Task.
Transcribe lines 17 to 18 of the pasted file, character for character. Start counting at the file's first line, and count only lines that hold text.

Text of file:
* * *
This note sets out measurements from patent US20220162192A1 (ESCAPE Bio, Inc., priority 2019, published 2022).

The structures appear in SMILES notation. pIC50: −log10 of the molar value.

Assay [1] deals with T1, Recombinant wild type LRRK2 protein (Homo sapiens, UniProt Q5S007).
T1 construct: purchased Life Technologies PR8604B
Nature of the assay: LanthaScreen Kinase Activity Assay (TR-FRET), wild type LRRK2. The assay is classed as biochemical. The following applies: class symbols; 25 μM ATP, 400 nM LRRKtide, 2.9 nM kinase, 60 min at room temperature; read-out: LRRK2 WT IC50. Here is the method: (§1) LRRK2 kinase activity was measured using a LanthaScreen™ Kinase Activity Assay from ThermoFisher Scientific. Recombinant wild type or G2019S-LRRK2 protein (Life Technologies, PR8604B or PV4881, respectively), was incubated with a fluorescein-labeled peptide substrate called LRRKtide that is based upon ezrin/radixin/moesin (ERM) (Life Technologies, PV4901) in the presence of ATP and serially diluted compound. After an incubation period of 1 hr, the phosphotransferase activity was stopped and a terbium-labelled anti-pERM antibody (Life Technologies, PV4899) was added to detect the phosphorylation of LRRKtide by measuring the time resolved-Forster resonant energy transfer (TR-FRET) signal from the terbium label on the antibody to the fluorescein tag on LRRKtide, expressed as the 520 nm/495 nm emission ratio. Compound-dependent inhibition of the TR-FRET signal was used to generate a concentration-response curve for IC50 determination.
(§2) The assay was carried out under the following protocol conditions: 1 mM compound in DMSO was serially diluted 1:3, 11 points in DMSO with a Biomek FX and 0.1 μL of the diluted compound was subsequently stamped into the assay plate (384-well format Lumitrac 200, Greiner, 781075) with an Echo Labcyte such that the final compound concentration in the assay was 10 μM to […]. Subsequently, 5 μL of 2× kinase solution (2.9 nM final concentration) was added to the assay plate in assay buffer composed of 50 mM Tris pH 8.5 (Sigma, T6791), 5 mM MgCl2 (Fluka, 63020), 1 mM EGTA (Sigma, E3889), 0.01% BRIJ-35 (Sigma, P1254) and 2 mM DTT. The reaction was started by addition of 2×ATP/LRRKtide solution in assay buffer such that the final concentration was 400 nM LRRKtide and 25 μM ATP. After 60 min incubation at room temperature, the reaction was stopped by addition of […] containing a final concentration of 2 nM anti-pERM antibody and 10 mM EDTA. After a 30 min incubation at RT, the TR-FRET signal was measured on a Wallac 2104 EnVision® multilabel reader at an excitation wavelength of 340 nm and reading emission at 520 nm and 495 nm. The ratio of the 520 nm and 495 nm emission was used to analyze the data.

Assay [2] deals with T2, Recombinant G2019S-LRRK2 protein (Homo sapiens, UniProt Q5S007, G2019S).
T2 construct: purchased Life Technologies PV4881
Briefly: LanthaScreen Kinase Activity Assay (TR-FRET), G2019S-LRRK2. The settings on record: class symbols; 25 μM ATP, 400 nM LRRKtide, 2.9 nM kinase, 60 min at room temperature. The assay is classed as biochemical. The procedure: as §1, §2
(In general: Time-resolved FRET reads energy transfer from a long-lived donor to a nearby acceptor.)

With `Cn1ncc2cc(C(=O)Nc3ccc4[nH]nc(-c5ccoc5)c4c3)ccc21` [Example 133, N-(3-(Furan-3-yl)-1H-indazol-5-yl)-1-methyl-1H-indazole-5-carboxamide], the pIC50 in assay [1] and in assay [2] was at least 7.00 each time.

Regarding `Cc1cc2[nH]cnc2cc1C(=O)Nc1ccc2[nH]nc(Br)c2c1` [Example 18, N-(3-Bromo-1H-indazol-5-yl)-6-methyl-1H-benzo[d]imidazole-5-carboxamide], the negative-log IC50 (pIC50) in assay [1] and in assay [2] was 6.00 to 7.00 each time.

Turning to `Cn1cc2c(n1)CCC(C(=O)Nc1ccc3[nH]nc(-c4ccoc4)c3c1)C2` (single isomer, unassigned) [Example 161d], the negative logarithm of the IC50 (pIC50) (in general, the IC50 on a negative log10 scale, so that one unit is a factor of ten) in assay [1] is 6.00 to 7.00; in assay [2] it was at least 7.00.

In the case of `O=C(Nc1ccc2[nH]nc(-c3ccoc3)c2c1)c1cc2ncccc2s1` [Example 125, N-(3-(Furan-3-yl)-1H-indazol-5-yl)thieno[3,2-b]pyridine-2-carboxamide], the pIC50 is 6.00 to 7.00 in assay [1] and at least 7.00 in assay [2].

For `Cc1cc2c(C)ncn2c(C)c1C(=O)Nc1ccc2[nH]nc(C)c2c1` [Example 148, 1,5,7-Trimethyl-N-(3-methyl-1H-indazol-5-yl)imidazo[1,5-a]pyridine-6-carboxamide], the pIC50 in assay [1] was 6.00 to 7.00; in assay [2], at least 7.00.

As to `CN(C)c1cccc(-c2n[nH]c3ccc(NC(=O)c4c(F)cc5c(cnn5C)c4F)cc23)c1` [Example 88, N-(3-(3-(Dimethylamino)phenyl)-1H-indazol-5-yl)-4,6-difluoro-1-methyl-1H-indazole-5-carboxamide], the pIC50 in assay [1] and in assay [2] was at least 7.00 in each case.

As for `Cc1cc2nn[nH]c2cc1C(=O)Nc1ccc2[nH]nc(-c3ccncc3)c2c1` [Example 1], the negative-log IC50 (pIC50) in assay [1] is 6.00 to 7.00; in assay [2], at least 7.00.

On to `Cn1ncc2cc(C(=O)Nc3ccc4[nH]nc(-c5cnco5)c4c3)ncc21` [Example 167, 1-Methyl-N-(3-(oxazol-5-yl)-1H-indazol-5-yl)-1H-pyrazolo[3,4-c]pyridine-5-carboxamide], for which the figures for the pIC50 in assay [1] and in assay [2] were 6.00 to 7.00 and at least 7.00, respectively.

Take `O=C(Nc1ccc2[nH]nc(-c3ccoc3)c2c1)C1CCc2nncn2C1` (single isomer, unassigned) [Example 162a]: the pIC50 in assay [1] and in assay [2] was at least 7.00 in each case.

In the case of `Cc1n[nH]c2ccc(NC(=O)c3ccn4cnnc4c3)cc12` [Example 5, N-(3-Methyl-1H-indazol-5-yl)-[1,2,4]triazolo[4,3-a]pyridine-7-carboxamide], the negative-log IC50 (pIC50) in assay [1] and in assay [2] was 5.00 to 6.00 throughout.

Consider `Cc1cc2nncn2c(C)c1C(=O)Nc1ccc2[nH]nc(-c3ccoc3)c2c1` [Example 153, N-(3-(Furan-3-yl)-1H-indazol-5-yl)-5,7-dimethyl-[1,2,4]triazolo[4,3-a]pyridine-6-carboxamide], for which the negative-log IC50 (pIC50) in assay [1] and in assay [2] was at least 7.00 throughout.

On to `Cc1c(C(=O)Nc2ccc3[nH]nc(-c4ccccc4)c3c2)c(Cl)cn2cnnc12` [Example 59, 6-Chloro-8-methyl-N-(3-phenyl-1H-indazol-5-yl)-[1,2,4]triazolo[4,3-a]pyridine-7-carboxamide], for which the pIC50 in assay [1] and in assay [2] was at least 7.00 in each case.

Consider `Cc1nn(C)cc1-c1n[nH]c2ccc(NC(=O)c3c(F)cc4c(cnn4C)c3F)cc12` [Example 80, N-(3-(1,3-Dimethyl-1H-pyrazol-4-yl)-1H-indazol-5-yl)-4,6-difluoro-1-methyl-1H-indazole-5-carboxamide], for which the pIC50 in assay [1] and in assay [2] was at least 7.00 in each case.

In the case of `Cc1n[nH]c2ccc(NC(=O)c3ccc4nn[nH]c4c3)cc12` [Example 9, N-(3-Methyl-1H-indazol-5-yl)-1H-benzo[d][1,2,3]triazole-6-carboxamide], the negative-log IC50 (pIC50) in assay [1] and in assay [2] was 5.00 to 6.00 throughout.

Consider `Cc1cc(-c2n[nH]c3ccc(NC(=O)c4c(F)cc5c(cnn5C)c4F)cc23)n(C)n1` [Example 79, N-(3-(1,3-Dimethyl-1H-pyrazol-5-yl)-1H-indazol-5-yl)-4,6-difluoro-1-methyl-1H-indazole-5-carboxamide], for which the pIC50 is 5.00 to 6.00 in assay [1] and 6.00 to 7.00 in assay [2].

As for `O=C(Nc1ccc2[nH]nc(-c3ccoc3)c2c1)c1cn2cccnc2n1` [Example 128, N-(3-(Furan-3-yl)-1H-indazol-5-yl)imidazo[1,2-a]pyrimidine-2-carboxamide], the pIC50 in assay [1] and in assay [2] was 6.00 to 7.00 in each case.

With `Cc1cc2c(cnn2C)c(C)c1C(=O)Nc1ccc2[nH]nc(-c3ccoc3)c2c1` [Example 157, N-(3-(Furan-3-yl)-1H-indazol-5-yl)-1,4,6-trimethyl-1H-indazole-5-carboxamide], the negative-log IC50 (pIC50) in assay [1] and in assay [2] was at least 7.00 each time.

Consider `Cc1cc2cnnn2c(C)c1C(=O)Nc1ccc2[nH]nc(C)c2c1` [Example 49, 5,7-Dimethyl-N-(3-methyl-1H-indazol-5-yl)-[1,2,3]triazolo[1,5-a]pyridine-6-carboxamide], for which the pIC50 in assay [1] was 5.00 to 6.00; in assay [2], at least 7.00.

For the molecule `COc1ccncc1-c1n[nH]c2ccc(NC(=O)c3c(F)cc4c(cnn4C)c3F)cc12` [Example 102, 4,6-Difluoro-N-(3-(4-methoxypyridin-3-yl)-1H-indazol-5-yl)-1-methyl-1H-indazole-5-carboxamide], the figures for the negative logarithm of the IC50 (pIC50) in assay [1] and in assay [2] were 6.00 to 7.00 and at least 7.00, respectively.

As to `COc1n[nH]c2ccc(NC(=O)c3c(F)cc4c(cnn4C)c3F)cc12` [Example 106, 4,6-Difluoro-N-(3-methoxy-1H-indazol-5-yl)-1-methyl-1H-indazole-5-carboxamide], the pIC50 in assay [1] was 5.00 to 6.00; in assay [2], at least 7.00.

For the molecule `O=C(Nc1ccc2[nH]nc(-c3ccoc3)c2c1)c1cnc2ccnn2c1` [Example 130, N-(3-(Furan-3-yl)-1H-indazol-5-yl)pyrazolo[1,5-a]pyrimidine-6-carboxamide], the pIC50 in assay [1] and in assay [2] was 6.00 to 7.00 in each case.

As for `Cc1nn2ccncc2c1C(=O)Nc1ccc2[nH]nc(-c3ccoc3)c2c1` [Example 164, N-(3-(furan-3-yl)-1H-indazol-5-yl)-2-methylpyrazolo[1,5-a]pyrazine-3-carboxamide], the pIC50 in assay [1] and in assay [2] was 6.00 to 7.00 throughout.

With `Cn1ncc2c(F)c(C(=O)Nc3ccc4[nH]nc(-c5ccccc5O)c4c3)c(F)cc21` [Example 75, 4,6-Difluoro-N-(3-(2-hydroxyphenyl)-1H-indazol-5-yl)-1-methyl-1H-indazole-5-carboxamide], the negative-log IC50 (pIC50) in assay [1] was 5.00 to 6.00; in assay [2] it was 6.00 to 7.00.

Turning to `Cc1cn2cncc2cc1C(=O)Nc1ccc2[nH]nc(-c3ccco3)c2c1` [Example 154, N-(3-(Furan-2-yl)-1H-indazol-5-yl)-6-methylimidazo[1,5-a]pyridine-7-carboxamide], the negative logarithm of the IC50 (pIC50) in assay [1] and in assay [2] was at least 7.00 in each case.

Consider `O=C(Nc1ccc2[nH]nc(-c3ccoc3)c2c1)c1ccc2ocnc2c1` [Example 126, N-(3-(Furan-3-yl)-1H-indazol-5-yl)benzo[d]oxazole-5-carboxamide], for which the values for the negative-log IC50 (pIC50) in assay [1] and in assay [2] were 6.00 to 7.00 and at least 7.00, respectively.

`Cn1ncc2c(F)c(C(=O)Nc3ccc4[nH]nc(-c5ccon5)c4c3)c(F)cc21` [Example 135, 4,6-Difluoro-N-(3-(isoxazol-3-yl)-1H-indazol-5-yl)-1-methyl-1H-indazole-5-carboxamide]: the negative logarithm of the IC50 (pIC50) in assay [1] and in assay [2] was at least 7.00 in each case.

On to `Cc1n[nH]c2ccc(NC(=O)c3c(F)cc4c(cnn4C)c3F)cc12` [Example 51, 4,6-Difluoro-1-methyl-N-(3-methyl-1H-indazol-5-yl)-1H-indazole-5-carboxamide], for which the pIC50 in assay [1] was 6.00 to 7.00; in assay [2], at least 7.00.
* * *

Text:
As for `Cc1cc2nn[nH]c2cc1C(=O)Nc1ccc2[nH]nc(-c3ccncc3)c2c1` [Example 1], the negative-log IC50 (pIC50) in assay [1] is 6.00 to 7.00; in assay [2], at least 7.00.

On to `Cn1ncc2cc(C(=O)Nc3ccc4[nH]nc(-c5cnco5)c4c3)ncc21` [Example 167, 1-Methyl-N-(3-(oxazol-5-yl)-1H-indazol-5-yl)-1H-pyrazolo[3,4-c]pyridine-5-carboxamide], for which the figures for the pIC50 in assay [1] and in assay [2] were 6.00 to 7.00 and at least 7.00, respectively.